• Of additional interest: Kentucky Attorney General, Andy Beshear, released this 6-page letter to the Legislature, arguing what his office deemed were at least 21 instances of illegality within the new bill itself. 

Kentucky’s Proposed Pension Reform Plan

On October 18, 2017, Governor Matt Bevin and state Republican leaders unveiled a plan that transitions Kentucky Retirement Systems’ traditional pension plans and hybrid ‘Cash Balance’ plans into Defined Contribution Plans for all newly enrolled (and many current) employees.  If the bill passes, substantial changes will be made, impacting participant benefits, retiree healthcare, disability, and death benefits. 

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QDROS ARE AN ATTORNEY’S BEST FRIEND: TAX ISSUES & DIVIDING EMPLOYEE RETIREMENT BENEFITS WHEN THERE IS NO QDRO

Kelly v. Kelly, NO. 2012-CA-001081-MR (Ky. App. 2014)
When There is No QDRO, Income Tax Liabilities and Reporting Obligations Must Be Negotiated, Allocated and Structured Between the Parties

Rendered: August 29, 2014
Not To Be Published
Opinion Reversing

To: Domestic Relations Attorneys on BOTH Sides of the River
Re: I’m Sorry, and You’re Welcome

Let me start by saying, if you hate QDROs, I wager that this post will help you see QDROs through a more affectionate lens….

To that end, qualified ERISA-based plans should be your preference when assigning retirement benefits to a former spouse. In fact, a red flag should go up whenever you encounter a plan that is not governed under ERISA. Importantly, non-ERISA plans are subject to their own set of rules that may limit or even prohibit the assignment of benefits to a former spouse. 

For attorneys in Ohio and Kentucky, there are certain retirement plans out there you should be on the lookout for that are “non-ERISA” and/or “non-qualified”.  THESE PLANS MAY NOT BE ABLE TO BE DIVIDED VIA QDRO OR SIMILAR COURT ORDER. For instance, if your client (or his/her spouse, or former spouse) has a retirement plan with the City of Cincinnati, listen up. City of Cincinnati pension benefits cannot be divided by QDRO. The same may be true if one of the parties is an executive with Procter & Gamble, or General Electric, to name only  a very few local employers with supplemental executive retirement plans.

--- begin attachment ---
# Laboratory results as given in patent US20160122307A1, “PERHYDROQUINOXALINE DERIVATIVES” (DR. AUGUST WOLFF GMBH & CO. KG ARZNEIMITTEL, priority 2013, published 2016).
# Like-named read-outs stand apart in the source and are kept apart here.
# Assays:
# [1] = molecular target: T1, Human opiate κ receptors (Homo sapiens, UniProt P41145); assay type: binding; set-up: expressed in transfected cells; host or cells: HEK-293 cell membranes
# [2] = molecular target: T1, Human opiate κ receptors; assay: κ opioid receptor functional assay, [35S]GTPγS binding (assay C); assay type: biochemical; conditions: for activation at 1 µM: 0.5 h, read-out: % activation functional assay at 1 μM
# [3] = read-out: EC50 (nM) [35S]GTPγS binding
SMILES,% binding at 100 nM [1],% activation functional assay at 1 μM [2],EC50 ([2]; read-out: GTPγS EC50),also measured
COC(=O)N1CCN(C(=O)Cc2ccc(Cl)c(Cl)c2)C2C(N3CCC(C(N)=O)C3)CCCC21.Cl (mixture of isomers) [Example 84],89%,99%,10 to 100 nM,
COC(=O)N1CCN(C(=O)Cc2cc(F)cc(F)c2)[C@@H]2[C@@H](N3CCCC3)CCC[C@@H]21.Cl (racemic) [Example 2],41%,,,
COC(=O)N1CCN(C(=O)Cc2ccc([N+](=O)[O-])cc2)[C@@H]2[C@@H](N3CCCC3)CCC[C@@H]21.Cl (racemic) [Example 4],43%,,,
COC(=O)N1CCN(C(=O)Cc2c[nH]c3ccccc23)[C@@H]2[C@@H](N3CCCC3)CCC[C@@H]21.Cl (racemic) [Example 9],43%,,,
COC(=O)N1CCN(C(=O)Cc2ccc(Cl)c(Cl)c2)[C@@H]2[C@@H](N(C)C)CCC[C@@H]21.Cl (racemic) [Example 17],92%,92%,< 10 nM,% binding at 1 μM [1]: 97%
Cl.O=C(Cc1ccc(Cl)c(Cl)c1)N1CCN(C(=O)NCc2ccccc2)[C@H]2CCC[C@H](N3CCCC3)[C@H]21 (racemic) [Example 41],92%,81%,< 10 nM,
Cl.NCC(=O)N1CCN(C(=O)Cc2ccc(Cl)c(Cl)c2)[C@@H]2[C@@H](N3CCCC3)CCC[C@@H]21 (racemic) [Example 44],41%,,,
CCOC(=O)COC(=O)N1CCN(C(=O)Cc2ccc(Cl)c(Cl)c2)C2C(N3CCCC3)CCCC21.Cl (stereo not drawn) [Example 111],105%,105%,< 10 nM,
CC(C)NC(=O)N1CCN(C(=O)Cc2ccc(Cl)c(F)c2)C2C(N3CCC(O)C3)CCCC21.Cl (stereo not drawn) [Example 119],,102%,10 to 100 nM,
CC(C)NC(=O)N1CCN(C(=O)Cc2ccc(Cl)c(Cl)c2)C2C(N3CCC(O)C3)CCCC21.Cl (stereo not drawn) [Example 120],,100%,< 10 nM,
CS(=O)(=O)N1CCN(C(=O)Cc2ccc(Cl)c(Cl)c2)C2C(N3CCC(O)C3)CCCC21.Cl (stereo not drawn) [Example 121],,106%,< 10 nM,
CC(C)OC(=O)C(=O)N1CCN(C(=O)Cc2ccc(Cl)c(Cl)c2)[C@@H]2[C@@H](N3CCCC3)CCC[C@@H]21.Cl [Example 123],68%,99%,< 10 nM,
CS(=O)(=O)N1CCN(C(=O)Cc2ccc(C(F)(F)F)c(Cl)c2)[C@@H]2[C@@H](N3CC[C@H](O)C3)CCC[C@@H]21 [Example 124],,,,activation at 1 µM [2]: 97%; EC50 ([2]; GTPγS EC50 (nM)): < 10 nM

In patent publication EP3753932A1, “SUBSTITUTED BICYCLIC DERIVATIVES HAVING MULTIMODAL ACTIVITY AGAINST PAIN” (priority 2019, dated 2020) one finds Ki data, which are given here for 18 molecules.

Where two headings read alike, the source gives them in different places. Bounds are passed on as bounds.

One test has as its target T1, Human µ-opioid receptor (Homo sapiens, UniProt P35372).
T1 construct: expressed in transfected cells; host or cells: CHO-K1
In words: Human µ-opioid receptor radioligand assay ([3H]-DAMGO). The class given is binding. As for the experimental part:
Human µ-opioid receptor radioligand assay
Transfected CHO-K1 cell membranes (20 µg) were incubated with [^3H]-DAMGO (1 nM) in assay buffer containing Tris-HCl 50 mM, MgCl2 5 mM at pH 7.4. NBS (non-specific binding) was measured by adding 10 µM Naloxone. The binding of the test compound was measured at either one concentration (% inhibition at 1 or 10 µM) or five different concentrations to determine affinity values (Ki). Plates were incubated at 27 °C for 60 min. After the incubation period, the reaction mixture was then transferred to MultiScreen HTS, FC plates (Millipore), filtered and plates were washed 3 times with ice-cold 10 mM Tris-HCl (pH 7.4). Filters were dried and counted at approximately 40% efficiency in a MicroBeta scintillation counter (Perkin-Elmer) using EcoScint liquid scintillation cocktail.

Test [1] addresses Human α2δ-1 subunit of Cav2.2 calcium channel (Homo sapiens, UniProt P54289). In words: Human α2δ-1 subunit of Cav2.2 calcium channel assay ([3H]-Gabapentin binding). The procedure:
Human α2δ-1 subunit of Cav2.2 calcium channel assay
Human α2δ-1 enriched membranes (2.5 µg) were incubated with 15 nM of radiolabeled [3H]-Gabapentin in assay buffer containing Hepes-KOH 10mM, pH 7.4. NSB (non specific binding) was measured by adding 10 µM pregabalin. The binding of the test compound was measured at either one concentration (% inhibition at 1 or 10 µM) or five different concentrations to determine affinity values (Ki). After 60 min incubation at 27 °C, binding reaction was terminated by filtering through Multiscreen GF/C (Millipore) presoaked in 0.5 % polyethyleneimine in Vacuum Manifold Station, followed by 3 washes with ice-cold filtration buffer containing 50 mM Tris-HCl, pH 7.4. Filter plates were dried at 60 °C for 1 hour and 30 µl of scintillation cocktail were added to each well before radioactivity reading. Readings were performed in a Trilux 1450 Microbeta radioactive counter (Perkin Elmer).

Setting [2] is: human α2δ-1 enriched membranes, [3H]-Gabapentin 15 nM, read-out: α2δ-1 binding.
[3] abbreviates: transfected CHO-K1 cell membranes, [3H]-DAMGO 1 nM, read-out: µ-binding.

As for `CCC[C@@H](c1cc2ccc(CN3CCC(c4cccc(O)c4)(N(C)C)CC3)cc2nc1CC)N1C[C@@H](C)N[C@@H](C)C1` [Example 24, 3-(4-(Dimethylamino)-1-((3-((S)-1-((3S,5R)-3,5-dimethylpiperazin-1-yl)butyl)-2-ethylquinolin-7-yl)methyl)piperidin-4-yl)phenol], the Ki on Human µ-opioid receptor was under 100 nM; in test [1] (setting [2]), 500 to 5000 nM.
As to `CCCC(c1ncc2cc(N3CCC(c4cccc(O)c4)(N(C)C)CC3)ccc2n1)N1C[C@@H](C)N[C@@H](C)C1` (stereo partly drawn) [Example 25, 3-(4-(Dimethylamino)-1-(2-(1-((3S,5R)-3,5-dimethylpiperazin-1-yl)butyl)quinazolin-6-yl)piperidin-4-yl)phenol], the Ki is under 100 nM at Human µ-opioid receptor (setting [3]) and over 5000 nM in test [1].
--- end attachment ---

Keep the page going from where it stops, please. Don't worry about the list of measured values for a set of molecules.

You are thinking, “What’s the big deal Eileen?” That is because you are ahead of the bell curve. You are one of the lucky who discovered pre-decree that you could not divide the pension via QDRO. You were able to instead negotiate an alternative equitable distribution of the pension; perhaps an offset with the parties’ much coveted rare, mint condition first edition Princess Diana Beanie Baby collection. You saved yourself and your client a lot of time, money, and heartache by not simply having the parties sign off on a property agreement “splitting the pension via QDRO”, only later to find out post-decree that the pension could not be divided via QDRO. I bet you were a ‘hand-raiser’ in law school too. As for the rest of us...

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Kentucky Retirement Systems - Denial of Request to Purchase Service Credit

Coleman v. Kentucky Retirement Systems, No. 2012-CA-001518-MR (Ky. App. 2014)